Gray Whale watching usually takes place on the west coast of Vancouver Island in the Pacific Rim National Park area. Tours originate in either Tofino or Uclulet. The area is serviced by both bus and air from Vancouver. For details on Getting to Tofino see Appendix.

As with orca tours, Gray whale watching is done from either small, manoeuvrable zodiacs or larger motor yachts. As the Tofino area is exposed to the open Pacific, however, you may want to take seasickness pills prior to boarding just as a precaution. Large swells, originating off Japan, are carried across the ocean on the Japan Current to break like thunder on the BC coast. Wild northern weather can whip those swells up into frenzy.

A German tourist and the skipper of a zodiac from Jamie's Whaling Station were killed in 1998 when a freak wave broadsided the usually seaworthy craft. Some tours may be cancelled due to stormy conditions. Tour operators will usually explore more protected water when poor conditions prevail. Needless to say the chances of seeing the migrating behemoths is almost nil whenever this occurs. The protected inlets around Tofino offer a chance to spot resident Gray whales, orcas, dolphins and porpoises or scavenging wolves and bears on shore. Informed operators will also take the time to explain the various controversies surrounding the Clayoquot temporal rainforest. No matter the weather conditions be sure to carry along some extra clothing including hat and gloves, jacket and extra sweater.

Though camping in Pacific Rim National Park is an ideal way to explore this part of the coast the weather can be uncooperative during prime whale watching season. A new shuttle service has been inaugurated to ferry people between the national park and Tofino or Uclulet. To avoid the commute, put up at a centrally located hotel like the Maquinna Lodge instead. Though not luxury accommodation, the Maquinna Lodge is comfortable and close to tours, groceries, restaurants, pubs and gift shops. Be prepared to entertain yourself in the evening hours however, as Tofino is hardly an urban centre by anybody's definition. The five-star Canadian Princess Resort has put together an excellent, whale-watching package for the spring season only. As a bonus the cheapest accommodation is aboard the 70 metre long Canadian Princess which was built in 1932 and served as a survey vessel until 1975. Now it serves as the centrepiece of the Resort itself. While ship accommodation is somewhat more rustic than that on shore, all staterooms have a sink and bunkbeds with shared bathrooms. Ship accommodations can be a bit noisy: creaking and groaning throughout the night. What, however, could be more in tune with the romance of high seas adventure than "roughing it" for a night on a charming old vessel? Shore-based accommodations are 2-4 person deluxe suites with private amenities.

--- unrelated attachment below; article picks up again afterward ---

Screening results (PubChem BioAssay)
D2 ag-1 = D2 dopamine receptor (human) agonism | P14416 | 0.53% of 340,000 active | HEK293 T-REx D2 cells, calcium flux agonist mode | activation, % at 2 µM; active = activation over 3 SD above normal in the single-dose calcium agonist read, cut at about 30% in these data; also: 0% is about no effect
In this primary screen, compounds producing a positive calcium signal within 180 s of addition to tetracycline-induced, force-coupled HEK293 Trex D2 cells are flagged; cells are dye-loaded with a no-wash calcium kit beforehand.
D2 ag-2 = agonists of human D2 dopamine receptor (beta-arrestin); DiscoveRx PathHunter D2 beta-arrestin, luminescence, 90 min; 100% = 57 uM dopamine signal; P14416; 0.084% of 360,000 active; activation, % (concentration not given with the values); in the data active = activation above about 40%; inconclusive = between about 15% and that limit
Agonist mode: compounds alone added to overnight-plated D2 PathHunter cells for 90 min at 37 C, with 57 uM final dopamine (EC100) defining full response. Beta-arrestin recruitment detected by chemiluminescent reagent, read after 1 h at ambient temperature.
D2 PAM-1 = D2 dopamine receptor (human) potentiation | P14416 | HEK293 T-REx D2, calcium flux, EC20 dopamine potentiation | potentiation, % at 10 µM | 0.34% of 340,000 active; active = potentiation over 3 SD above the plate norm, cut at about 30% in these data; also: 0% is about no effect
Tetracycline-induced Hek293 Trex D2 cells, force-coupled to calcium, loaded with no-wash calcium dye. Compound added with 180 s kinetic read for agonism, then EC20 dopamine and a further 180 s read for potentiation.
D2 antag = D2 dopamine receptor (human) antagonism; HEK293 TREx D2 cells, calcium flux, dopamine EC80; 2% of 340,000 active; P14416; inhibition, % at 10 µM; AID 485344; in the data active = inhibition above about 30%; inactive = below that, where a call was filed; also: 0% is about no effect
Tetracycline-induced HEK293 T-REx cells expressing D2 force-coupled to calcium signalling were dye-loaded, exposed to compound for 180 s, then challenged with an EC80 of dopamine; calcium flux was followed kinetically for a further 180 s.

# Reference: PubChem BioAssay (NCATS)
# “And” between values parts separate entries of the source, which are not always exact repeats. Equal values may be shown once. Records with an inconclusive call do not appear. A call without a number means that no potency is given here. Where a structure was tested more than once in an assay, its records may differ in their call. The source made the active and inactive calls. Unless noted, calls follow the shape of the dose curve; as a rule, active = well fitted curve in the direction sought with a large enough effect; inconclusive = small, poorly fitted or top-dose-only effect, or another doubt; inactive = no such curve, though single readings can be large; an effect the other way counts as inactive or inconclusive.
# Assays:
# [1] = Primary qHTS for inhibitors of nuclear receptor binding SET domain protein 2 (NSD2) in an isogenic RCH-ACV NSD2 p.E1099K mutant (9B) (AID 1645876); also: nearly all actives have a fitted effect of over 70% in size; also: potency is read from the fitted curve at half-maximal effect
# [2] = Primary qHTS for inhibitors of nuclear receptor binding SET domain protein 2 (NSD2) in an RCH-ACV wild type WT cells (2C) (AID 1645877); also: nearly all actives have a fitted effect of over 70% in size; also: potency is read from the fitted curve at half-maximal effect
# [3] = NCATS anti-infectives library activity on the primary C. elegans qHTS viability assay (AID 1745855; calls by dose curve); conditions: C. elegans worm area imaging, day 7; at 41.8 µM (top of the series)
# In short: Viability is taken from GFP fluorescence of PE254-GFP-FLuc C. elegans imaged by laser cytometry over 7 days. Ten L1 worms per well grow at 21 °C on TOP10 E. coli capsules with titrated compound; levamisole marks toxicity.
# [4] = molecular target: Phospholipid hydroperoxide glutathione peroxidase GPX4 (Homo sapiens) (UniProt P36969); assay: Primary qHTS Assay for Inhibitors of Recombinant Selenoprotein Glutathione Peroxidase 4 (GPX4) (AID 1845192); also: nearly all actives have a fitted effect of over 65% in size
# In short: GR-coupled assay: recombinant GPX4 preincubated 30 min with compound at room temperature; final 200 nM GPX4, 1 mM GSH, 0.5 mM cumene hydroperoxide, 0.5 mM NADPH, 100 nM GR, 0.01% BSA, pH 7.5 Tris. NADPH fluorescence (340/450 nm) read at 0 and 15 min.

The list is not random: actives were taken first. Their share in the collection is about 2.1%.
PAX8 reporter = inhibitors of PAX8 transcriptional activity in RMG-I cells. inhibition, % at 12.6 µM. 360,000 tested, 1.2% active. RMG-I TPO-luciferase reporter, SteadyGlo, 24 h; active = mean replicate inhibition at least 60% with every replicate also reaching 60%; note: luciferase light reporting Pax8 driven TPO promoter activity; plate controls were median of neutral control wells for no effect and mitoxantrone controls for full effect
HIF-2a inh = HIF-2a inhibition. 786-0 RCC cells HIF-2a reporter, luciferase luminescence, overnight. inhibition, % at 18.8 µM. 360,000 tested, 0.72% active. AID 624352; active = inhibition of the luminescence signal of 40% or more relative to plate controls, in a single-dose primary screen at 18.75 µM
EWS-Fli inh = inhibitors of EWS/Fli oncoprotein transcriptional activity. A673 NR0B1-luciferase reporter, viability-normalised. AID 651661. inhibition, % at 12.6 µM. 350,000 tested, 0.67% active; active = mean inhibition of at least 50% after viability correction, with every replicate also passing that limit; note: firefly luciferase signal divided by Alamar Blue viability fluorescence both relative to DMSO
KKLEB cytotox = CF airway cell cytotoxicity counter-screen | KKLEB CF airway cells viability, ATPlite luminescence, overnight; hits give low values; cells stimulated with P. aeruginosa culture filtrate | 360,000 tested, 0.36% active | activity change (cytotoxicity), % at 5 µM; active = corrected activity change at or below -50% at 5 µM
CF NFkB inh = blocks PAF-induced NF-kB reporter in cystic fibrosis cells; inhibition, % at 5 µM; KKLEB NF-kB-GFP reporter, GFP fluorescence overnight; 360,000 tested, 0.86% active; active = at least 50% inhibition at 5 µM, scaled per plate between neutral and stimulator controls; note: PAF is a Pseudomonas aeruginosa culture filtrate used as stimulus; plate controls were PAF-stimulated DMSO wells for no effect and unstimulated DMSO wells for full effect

Canadian Princess Resort customers receive a slight discount on bus transportation from Vancouver or Victoria and will be dropped off and picked up at the resort.

The End


Skunk Cabbage

Skunk Cabbage

Though not in themselves palatable, skunk cabbage leaves had a zillion uses around the aboriginal kitchen. The unusually large leaves were ideal for lining and covering containers, lining steam pits, making fruit leather and sun drying seafood. Bears are known to bung themselves up by ingesting copious quantities of mud just prior to settling in for that long winter nap. Come springtime they seek out the laxative properties of skunk cabbage to -- stand back -- flush the system.

Illustration by Manami Kimura